Intergenerational Ministry Matters

Recently, I ran across the image from the Art of the Sermon podcast that you see on the right. This episode of the podcast is an interview with Rev. Melissa Cooper, Director of LECFamily, the intergenerational program of the United Methodist Life Enrichment Center. If you can’t see the image, here’s the important piece, which is the text: “We see such sharp departure with young adults because we’ve done too good a job developing children’s and youth ministries.”

As Rev. Cooper points out, many young people leave the church when they graduate from high school and never look back. She cites a figure of forty to fifty percent and, frankly, I wouldn’t be surprised if it was higher. And while a lot of people are asking how we can bring those people back to the church – and that’s a good question to be asking – Rev. Cooper has a different question: why did they leave in the first place?

A critical part of the answer to that question is the quote on the image: “We’ve done too good a job developing children’s and youth ministries.”

There’s an important story here. Fifty years ago – maybe less depending on the church, culture, and geography – many church activities were intergenerational. Children and youth were in worship, parents brought their kids to meetings, and so on. There were Sunday School classes, confirmation classes, youth groups, and other activities focused on children and youth. But those were in addition to the intergenerational activities that formed the core of the experience of the church community. Children and youth were part of the community.

This had its problems. Those intergenerational activities weren’t created or managed with children and youth in mind. So while children and youth were there, they weren’t included.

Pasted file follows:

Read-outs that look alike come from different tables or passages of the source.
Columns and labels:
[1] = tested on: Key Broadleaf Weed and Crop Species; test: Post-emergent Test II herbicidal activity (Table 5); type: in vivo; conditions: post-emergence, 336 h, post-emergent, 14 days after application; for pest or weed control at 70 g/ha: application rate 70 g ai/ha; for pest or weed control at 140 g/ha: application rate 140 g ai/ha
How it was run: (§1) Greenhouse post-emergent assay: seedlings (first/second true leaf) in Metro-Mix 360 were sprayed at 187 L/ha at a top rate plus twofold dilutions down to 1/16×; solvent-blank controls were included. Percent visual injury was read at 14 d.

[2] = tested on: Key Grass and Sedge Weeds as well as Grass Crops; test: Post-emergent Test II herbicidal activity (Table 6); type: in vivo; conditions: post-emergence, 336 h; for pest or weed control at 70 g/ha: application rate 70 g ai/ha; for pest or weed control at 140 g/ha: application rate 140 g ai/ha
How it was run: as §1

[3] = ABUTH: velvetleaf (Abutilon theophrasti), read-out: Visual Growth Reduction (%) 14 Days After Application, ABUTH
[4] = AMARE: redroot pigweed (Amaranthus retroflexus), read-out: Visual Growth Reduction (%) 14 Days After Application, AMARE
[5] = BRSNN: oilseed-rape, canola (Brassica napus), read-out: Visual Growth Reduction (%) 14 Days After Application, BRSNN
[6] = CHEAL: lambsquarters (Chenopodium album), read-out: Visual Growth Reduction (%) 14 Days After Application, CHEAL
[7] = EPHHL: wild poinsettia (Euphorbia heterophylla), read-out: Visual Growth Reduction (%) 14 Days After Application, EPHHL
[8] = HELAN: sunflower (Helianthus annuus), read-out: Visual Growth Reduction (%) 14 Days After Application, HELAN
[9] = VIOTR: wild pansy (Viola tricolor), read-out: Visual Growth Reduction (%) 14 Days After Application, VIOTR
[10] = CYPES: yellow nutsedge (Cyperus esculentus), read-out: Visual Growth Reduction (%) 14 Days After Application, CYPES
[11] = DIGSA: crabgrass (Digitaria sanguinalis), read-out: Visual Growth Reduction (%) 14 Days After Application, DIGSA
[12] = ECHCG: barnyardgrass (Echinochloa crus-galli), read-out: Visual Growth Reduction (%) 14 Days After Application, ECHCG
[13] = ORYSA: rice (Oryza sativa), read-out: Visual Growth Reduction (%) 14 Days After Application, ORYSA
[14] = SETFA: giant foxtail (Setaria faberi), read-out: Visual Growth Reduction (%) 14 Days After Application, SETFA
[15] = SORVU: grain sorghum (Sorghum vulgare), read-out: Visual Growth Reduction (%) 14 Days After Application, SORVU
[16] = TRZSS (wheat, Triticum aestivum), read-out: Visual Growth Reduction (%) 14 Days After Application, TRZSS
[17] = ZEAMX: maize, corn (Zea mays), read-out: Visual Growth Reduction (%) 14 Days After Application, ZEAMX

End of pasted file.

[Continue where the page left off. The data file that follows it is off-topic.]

So we did something about this, we invested resources in children’s and youth ministries. We created more ministries – and expanded existing ministries – that were focused on faith formation in children and youth. That was a good thing.

But we created and expanded those ministries largely through segregation: Sunday School and children’s church and youth groups and so on happening at the same time as ‘adult’ activities. For example, a congregation might have a suite of activities for children and youth that happen at the same time as Sunday morning worship… keeping those children and youth out of worship. The first time those young people experience traditional worship is when their confirmation class ‘visits’ their own church! The second time might be when that same class leads a service they’ve only seen once. Then it’s on to sporadic attendance and leadership, for example, after a mission trip. Most of the time, those youth are back to activities that take place at the same time – but outside of  – ‘traditional’ worship.

Children and youth build their church community in children’s church, youth groups, and the other ministries that we’ve designed for them.

There’s a good side to this. These ministries are focused on teaching, caring for, and working with young people. They have a community where they’re included.

But there’s also a bad side. When young people graduate from high school, they suddenly become adults and we suddenly expect them to participate in ‘real’ church. The community that they had isn’t there anymore, and they’re thrown into a new community where they still aren’t exactly included.

And then we wonder why they don’t come to a church they’ve never known.

So, what do we do? How do we help young people not leave the church? Or, better, how do we keep the church from leaving young people?

The answer is both simple and complicated. Ministries segregated by age aren’t bad. Ministries designed to be developmentally appropriate aren’t bad. But they need to be balanced with intergenerational ministries.

We need to reverse the trend. Age-segregated ministries shouldn’t be normal; intergenerational ministries shouldn’t be special. Instead, intergenerational ministries should be normal; age-segregated ministries should be special. People of every age should be part of the ministry of the church, from serving on the church council to reading scripture to being an acolyte.

By including people of all ages in the life of the church – by limiting the segregation of age-based ministry – we can help young people be part of the whole church. As they age, they will find new ways to be members of the whole church, instead of seeing their church disappear as they age out of youth group.

Intergenerational ministry is the future of the church because it helps young people be the present of the church.

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